So spoiled were we by horror in the 1980s that audiences were able to take a movie like the 1986 horror comedy Vamp completely for granted. Here's a movie that is fun and incredibly stylish, features good characters and a knowing sense of humor about itself, a handful of cool practical effects and a degree of imagination in building out its world. It is, in short, almost everything that fans of '80s horror love about '80s horror -- and yet for years the mention of its name has been meet with a resounding "Eh." (Except from Heather Wixson, who has been #TeamVamp for as long as I have known her and even organized a Vamp reunion at one of the festivals she put on a couple years back.) What is it about this movie that's holding horror fans back from fully embracing it?
The Lost Boys that blended horror and comedy in a similar way. Maybe it's just because there were so many horror movies that worked in way similar to Vamp in the '80s -- albeit in varying degrees -- that it became just another on the same fire. With some distance, though, it's easier to separate the movies from that period that are still worth our attention and the ones that remain stuck in the '80s. While Vamp is no timeless classic (it is a movie very much of its time), it does manage to stand out enough even in its own period by offering just enough distinct personality to be more memorable than the standard VHS fare. Hell, just the presence of Grace Jones (playing herself, I assume) is enough to distinguish the film.
But Vamp has its problems, some of which it never quite overcomes. The movie's biggest issue is its pacing; it comes alive during set pieces, but drifts airlessly in the scenes in between: they escape from the club, they wander around, they come back to the club, they leave, they come back. There's not enough of a sense of purpose that drives the characters' actions, and while director Richard Wenk has cited Martin Scorsese's After Hours as a major inspiration, Vamp lacks that movie's delirious energy to propel it from one absurd situation to another. The characters pop, but just don't have enough to do to remain interesting or have agency. There is, in the words of reader Aaron Mansfield when talking about The Rocky Horror Picture Show, too much loose air.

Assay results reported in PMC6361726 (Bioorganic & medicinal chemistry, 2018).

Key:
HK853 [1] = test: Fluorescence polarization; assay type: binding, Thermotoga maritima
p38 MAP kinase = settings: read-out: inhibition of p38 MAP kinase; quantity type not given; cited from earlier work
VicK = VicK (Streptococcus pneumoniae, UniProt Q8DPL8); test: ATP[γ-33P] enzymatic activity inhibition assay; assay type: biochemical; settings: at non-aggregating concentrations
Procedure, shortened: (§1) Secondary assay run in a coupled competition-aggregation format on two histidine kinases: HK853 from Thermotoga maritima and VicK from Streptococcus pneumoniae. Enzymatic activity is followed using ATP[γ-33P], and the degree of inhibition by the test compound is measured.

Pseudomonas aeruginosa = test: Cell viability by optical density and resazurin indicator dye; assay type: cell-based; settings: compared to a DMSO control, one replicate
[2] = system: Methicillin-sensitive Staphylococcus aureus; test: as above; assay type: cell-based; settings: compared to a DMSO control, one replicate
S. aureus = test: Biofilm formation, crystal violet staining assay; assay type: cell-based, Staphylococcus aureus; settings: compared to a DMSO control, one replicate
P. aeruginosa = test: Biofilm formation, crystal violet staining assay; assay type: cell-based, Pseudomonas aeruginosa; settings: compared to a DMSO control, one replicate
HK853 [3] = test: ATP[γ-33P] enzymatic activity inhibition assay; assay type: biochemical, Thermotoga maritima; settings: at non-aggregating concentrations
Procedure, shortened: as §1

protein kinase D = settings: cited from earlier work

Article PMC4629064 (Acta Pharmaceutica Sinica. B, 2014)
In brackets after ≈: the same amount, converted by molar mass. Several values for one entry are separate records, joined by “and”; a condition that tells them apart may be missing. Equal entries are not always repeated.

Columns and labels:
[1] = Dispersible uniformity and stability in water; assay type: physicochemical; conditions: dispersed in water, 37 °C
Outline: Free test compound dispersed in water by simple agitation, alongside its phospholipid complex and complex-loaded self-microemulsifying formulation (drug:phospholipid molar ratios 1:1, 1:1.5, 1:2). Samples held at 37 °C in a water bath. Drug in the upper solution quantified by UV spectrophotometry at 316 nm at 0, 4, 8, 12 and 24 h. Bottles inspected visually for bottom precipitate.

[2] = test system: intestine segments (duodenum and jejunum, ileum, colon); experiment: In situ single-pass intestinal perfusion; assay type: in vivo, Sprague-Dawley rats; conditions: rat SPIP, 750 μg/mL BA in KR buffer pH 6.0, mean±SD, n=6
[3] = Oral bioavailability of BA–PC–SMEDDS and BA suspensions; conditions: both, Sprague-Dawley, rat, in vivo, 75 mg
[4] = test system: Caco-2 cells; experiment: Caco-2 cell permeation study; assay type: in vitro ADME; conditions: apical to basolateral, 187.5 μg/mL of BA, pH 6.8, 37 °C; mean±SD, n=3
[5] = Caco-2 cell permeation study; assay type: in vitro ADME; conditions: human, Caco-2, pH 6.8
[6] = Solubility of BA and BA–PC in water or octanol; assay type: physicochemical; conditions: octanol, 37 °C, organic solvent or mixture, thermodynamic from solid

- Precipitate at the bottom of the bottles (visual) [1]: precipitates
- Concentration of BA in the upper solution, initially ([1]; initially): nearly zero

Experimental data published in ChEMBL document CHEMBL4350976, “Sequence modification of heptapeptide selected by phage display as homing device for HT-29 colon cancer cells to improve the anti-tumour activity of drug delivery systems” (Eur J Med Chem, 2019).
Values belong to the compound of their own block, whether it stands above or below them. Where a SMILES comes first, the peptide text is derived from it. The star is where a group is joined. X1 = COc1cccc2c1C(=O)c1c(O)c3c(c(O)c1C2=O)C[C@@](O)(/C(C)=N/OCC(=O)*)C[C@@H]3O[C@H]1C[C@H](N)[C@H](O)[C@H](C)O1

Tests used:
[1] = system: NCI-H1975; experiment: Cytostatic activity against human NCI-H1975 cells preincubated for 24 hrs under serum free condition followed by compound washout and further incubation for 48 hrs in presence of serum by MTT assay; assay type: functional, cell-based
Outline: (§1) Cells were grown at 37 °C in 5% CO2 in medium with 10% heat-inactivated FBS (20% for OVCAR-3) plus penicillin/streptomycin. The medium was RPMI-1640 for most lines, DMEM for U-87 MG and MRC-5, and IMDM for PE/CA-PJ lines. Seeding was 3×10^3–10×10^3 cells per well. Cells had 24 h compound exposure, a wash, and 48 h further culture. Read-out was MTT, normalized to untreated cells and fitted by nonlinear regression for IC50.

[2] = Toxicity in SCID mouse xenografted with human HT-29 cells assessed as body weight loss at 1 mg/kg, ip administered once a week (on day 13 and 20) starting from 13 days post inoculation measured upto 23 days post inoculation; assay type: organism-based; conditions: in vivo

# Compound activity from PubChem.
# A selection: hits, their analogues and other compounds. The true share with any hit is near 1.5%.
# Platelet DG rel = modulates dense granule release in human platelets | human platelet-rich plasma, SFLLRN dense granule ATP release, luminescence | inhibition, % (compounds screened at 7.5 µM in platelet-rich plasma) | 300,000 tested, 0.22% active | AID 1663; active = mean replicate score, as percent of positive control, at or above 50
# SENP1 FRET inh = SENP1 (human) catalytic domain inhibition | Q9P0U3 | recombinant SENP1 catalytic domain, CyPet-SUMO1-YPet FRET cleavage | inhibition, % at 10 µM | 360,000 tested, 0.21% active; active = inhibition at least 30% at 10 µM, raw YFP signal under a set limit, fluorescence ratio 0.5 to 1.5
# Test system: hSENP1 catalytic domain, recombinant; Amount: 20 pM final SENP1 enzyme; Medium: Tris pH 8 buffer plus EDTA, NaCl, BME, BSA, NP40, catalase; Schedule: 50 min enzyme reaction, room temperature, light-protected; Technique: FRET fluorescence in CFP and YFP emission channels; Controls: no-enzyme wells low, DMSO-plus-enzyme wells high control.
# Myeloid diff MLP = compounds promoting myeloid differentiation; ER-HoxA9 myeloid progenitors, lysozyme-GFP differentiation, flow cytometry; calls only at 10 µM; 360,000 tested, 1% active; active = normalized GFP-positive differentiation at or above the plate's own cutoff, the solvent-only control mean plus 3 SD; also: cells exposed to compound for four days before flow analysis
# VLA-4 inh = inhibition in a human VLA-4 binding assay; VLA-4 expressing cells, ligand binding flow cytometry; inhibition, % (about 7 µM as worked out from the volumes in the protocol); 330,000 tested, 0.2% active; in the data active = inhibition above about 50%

If nothing else, Vamp is worth seeing for the performance of Dedee Pfeiffer as Amaretto, a waitress at the strip club who has some sort of memory of Chris Makepeace's character that she's not sharing. Pfeiffer crackles with comic energy, smiling and being endlessly positive even as everything is going to hell around her. To watch her in this movie is to realize she should have had Cameron Diaz's career, not just for the physical similarities but for the way she brings a completely different dynamic into the film, something Diaz did in her early years when she was doing interesting work in different kinds of movies and not What Happens in Vegas. I love the way Pfeiffer and Wenk keep the audience guessing as to Amaretto's true nature, always making us wonder if there's more to her than we're being told and constantly waiting for the other shoe to drop. That such an idea can even be planted amidst Pfeiffer's sweet, sunny work is a testament to just how good she is. I adore her in the movie.
Vamp is what so many '80s horror movies managed to be: fun. It's a bummer that Arrow couldn't have ported over all the same extras (the lack of a commentary here is a disappointment), but the movie looks great and the retrospective doc is terrific. It may not be among the greatest horror comedies of the decade, but sits comfortably within that second tier of horror comedies that are talked about less often but which are still super entertaining and help remind us of why the '80s were special. If only other filmmakers had known that to make their movies last, all they needed was Grace Jones. And her vibrator, it sounds like.
Blu-ray release date: October 4, 2016
LCPM Mono (English)
Subtitles: English (SDH)